Science teachers from all over the country participated in the National Science Foundation program DSPIRA – Digital Signal Process in Radio Astronomy, in which they worked on building their own telescopes. For two weeks, the teachers were at the Green Bank Observatory collecting data. Above, New York teacher Ted Hurman calibrates his telescope – or horn – in order to monitor the hydrogen in the atmosphere. A fellow teacher’s service dog Nilla was on hand to assist with the experiment. S. Stewart photo

Suzanne Stewart
Staff Writer

For two weeks this summer, a crop of horn-shaped objects have been visible at the old director’s house at the Green Bank Observatory, leading many motorists driving by to wonder – what is going on there?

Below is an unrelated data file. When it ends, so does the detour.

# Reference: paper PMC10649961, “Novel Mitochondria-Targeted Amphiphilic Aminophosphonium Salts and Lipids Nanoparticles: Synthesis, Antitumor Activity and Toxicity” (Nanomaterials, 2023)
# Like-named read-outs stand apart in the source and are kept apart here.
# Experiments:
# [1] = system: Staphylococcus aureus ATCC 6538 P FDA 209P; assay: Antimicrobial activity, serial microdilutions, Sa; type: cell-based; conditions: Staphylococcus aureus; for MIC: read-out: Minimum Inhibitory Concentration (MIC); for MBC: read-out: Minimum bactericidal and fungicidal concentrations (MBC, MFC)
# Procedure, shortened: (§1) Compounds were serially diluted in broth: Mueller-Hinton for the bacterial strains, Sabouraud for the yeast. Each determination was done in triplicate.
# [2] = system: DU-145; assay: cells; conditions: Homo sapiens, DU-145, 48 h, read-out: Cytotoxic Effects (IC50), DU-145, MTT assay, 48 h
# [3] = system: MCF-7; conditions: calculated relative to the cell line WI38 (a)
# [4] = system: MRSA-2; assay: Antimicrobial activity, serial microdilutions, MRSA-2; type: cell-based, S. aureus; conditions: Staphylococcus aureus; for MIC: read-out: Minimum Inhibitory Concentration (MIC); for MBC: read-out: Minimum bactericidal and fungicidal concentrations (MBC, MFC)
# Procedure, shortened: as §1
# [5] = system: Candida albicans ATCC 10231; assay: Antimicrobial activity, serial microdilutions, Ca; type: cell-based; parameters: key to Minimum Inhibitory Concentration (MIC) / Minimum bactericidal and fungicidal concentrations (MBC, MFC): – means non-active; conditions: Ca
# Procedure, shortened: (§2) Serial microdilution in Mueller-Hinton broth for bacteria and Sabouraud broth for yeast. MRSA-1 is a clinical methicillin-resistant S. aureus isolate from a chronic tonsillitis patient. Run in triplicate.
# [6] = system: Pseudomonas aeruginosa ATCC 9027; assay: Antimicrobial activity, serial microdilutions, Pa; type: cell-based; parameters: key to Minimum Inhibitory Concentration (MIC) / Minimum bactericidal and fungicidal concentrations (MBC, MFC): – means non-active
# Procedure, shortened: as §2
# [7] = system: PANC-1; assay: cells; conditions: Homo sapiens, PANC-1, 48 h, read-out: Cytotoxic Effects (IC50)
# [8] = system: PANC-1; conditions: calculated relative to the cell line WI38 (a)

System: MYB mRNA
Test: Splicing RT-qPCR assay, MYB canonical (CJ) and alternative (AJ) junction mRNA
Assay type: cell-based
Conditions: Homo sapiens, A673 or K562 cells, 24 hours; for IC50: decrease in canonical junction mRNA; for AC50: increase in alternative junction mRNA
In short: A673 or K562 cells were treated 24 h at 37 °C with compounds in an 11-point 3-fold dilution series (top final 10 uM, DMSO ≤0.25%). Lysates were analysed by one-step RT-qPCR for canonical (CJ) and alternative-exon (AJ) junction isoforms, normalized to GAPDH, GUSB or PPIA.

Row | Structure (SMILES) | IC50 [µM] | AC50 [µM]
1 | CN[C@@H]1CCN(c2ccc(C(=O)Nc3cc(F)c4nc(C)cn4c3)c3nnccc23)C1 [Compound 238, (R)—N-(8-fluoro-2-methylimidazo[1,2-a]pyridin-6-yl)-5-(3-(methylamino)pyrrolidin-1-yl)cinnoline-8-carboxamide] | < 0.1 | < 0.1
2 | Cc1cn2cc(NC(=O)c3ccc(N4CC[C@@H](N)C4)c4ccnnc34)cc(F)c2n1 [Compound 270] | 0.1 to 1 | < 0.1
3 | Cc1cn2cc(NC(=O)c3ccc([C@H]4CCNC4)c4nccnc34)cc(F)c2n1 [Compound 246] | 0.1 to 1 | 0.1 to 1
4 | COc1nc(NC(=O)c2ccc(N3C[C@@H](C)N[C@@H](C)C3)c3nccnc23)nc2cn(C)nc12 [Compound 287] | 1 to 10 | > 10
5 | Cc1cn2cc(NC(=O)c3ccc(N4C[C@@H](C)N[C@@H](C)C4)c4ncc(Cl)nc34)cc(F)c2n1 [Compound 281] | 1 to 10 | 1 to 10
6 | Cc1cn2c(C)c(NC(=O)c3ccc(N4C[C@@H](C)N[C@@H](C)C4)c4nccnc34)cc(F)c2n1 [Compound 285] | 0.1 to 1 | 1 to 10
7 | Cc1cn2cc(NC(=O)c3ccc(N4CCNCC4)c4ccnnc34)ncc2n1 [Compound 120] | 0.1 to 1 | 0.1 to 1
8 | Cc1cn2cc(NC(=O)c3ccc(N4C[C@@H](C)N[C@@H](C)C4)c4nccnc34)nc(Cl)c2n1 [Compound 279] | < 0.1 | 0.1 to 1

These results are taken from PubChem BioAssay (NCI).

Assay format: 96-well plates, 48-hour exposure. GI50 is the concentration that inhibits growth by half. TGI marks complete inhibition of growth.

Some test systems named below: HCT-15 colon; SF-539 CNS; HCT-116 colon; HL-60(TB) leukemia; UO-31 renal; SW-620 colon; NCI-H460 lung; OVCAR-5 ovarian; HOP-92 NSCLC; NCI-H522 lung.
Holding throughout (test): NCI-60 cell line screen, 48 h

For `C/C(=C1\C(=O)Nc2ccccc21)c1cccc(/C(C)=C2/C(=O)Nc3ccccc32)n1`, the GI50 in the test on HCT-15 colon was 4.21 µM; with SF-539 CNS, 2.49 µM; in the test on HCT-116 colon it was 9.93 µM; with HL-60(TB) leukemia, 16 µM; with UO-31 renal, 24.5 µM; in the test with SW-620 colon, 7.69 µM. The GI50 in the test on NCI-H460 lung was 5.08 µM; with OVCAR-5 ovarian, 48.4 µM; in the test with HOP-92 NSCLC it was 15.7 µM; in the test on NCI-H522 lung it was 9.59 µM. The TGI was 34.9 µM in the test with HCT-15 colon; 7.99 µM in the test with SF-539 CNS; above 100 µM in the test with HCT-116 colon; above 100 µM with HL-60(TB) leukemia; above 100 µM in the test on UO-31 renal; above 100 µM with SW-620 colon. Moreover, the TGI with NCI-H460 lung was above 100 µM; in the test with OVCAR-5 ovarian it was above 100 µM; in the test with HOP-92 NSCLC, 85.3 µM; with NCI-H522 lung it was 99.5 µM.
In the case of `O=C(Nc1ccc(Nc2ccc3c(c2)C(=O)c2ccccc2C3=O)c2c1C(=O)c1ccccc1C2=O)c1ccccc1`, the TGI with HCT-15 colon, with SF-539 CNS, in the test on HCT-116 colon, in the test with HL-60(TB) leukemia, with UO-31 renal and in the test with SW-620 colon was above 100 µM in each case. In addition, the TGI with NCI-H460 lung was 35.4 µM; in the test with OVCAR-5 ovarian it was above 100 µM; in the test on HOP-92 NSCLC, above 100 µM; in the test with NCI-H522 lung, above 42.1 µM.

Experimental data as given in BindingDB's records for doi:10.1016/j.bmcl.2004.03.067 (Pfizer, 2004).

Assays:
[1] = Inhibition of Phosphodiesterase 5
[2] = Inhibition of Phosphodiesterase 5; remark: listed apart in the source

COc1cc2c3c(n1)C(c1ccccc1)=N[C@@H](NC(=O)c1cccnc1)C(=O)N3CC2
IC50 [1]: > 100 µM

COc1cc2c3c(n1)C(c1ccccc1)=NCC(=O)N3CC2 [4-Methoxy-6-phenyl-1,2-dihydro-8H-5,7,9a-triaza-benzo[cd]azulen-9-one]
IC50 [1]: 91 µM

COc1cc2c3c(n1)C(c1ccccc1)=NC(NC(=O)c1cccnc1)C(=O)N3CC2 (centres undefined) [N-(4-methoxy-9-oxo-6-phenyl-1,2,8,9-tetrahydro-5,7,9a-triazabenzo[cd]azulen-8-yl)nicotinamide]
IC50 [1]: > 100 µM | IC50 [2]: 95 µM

The simple answer is “research.”

The horn-shaped objects are homemade telescopes, created by high school science teachers participating in a six-week program  – DSPIRA [Digital Signal Process in Radio Astronomy] – offered through West Virginia University and the GBO, funded by the National Science Foundation.

The objects – while made from simple materials from a hardware store – are, in fact, telescopes, much like the Green Bank…

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